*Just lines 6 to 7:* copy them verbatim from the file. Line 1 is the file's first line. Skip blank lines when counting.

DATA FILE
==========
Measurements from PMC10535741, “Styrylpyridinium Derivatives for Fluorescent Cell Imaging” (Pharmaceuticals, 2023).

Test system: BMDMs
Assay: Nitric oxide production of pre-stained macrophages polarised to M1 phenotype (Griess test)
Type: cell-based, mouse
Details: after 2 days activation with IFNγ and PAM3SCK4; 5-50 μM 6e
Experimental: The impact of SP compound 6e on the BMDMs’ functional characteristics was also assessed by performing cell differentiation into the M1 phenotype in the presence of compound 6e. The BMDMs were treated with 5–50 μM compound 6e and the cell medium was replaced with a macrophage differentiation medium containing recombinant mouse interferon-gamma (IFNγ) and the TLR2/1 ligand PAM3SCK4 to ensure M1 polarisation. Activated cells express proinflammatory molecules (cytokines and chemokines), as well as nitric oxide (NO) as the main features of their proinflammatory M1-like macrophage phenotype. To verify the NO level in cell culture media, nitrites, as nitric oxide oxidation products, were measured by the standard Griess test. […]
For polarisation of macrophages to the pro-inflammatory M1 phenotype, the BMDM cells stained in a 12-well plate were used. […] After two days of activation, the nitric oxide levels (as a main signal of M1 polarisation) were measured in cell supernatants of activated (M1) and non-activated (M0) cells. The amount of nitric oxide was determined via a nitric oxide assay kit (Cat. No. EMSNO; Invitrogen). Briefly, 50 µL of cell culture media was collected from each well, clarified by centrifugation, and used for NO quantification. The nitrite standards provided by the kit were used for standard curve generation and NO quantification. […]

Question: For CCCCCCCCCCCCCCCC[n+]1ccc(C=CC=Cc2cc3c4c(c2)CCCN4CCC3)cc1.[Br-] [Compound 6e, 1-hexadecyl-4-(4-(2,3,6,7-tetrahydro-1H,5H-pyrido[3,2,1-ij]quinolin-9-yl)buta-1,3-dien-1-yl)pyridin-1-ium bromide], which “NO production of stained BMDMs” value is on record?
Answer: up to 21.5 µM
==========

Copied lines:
Experimental: The impact of SP compound 6e on the BMDMs’ functional characteristics was also assessed by performing cell differentiation into the M1 phenotype in the presence of compound 6e. The BMDMs were treated with 5–50 μM compound 6e and the cell medium was replaced with a macrophage differentiation medium containing recombinant mouse interferon-gamma (IFNγ) and the TLR2/1 ligand PAM3SCK4 to ensure M1 polarisation. Activated cells express proinflammatory molecules (cytokines and chemokines), as well as nitric oxide (NO) as the main features of their proinflammatory M1-like macrophage phenotype. To verify the NO level in cell culture media, nitrites, as nitric oxide oxidation products, were measured by the standard Griess test. […]
For polarisation of macrophages to the pro-inflammatory M1 phenotype, the BMDM cells stained in a 12-well plate were used. […] After two days of activation, the nitric oxide levels (as a main signal of M1 polarisation) were measured in cell supernatants of activated (M1) and non-activated (M0) cells. The amount of nitric oxide was determined via a nitric oxide assay kit (Cat. No. EMSNO; Invitrogen). Briefly, 50 µL of cell culture media was collected from each well, clarified by centrifugation, and used for NO quantification. The nitrite standards provided by the kit were used for standard curve generation and NO quantification. […]